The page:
Brian McCreath I'm so interested that Haydn wasn't a big part of your artistic life before coming here, because it has been a huge part of your life here. Every year, a concert devoted to Haydn's symphonies and other works, many of which have been recorded and now kind of live in that discography of H and H that's so valuable. But what has Haydn done and playing all these symphonies, and now The Creation, what has that done for the musicians themselves? What have you found over the years that, when you return to Haydn – generally in January, that's what those concerts have tended to happen – when you open up those Haydn symphonies again in January, what do you see as the progression for the musicians over these years?

Harry Christophers Yeah, it has been absolutely amazing, because I do remember, you know, one or two symphonies I did prior to coming to H and H, with modern symphony orchestras. And I remember one in particular, with the, I think it was probably Haydn 99 with the BBC Philharmonic, and the leader saying to me, "You know, Harry, we should be performing Haydn once a month just for discipline. It's so hard with the strings." And wow, and you know, that is absolutely right. It is so hard. But one of the beauties of the period music movement and the fact that we play on period [instruments] is that we can really bring this to life. It is, of course, it's still difficult for the strings, but their technique and their style make it so much more approachable, and it all comes to life.

And I think the bonus of starting, you know, with the "Paris" symphonies and going through those, and now we're moving on to the "London" symphonies, that we're seeing the progression that Haydn went through. I remember years and years ago, we did some of the really early symphonies. We did Le Matin [Symphony No. 6, "The Morning"], Le Midi [Symphony No. 7, "The Mid-day"], Le Soir [Symphony No. 8, "The Evening"]. So, very chamber. Chamber works, really. But then we see Haydn, his orchestra, grow, his, you know, the first use of clarinets in the Symphony 99. And his expertise grow.

And one thing for me that's been really lovely, and I remember reading an article by the late [Nikolaus] Harnoncourt about Haydn, and him talking in totally pictorial terms. And I thought, wow, that's exactly what I've been doing in rehearsals. And here's the great Harnoncourt doing this thing. And it gave me the strength and the courage to actually go further than that. So, we don't talk in rehearsals. We don't talk about analysis. We don't talk about what progression this is all going through. We talk about imagery, and I try and get the players to, in their own minds, not necessarily conjure up the same idea I'm having, but conjure up an idea in their own mind. And that, in turn, has allowed the players to speak for themselves, to allow their own personalities to come into the music. And, you know, after all, that is what we as musicians are all about.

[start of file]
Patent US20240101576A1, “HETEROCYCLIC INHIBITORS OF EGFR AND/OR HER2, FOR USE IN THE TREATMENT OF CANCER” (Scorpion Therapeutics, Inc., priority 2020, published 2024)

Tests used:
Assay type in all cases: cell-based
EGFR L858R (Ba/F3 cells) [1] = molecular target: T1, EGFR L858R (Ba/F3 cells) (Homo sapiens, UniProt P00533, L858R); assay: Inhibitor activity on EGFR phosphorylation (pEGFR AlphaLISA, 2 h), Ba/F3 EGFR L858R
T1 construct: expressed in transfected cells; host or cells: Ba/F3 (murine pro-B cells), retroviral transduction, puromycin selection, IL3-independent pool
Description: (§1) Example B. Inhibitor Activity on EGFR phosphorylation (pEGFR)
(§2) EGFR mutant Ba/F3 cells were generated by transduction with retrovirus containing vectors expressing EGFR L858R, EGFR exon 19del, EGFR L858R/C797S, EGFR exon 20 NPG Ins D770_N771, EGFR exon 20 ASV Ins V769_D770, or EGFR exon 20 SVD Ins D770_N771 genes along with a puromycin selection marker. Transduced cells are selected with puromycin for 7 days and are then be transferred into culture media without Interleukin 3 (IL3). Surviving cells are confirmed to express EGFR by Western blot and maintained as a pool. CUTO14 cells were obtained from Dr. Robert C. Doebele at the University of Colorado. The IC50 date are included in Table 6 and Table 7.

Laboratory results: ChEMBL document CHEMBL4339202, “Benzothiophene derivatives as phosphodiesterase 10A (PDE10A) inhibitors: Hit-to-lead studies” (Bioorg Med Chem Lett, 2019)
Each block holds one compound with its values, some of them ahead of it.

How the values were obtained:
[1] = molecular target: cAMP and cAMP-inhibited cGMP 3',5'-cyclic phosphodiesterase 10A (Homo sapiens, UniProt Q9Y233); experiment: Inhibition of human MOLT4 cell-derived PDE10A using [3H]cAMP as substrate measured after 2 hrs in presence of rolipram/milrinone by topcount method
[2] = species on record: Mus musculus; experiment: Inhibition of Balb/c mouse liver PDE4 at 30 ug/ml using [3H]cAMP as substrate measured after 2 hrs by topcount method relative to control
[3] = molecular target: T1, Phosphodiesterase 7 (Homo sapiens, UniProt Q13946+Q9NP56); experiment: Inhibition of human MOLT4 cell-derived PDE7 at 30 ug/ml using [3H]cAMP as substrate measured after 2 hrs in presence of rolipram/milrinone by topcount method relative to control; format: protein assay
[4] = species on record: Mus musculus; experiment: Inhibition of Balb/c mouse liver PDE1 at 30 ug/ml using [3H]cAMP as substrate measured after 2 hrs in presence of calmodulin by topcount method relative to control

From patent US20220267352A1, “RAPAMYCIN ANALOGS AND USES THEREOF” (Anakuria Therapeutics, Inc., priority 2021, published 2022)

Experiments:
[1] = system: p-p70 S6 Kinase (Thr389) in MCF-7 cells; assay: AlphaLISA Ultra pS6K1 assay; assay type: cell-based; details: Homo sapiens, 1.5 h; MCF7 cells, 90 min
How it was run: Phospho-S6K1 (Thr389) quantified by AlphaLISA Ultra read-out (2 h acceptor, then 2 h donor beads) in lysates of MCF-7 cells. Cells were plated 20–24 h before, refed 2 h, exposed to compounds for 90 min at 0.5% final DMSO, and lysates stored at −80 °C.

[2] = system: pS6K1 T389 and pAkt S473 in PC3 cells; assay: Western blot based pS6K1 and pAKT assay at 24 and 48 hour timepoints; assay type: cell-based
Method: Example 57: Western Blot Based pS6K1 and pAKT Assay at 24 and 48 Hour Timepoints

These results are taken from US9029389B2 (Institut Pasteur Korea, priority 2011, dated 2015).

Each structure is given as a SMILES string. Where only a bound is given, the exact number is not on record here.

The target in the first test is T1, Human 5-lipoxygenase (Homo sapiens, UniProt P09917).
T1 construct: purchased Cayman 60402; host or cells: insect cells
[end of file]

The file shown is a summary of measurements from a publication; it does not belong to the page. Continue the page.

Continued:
And I think that's seen that, you know, the progress from Baroque music through Classical, in the same way in that a continuo line in Baroque music has to be inventive, has to be constantly thinking to themselves, not doing the same thing twice. So, we bring those skills and that expertise into the Classical repertoire, into Haydn. There's a lot more obviously given to us on the page, much, much more information by Haydn. He was so specific, so many details that he writes in, taking it all, you know, what's the composer wanting? You know, when you see a staccato mark, well, actually, it's not like a modern staccato. It's a different gesture each time. And so, we work out, get into the mood of that sort of movement, be it a slow movement or a minuet, a trio, or the final, sort of, faster movements, and try and, you know, get into that spirit. And that's been, for me, that's been fascinating. And I think it's allowed the players to really develop, and as I said before, just express themselves. I mean, that's all I've wanted to do.

Brian McCreath I find it so fascinating that these Haydn projects have been growth for the musicians and for you, and even, now that I hear you describe it, even tracking Haydn's own growth himself as a composer, which I think is fantastic. What a legacy of these many years of hearing these. When we come to The Creation, one of his very late works, how does all of that that we've now gotten to with the instrumentalists, with the orchestra, the period instruments, now the chorus is involved. Of course, you've done other Haydn choral pieces. But now, in this almost culminating work of Haydn's work, how does the chorus take on Haydn in a way that might be different from those Baroque pieces, the Messiah and the other oratorios you've done by Handel?

Harry Christophers Yes, that's a very good question, because, actually, I was talking to the chorus exactly about this last night when we were rehearsing. And I was saying, you know, if you look at the way Handel creates his choruses, you know, he's got incredible repetition of words going on, and, you know, a thematic material and how you use it, how you get from the beginning to the end of that without it just being one crescendo, one massive sound. You've got to have style. A lot of architecture, I always talk about architecture, a lot of phrasing, everybody knowing exactly what they're doing.

The difference with Haydn is, of course, we do have great choruses in Creation. They may not be sometimes quite as complex as Handel ones, but what we have is complexity of orchestral sounds that are going round that, giving us the impact. You know, if we think of something like, say, let's just take something incredibly well-known, like the “Amen” chorus in Handel's Messiah. The way, you know, the word Amen is sung 50 times, and the way he progresses, he takes us in a certain direction. He takes us back and then takes us further. And that's what we've got to do, a feeling of ebb and flow, light and shade, constantly.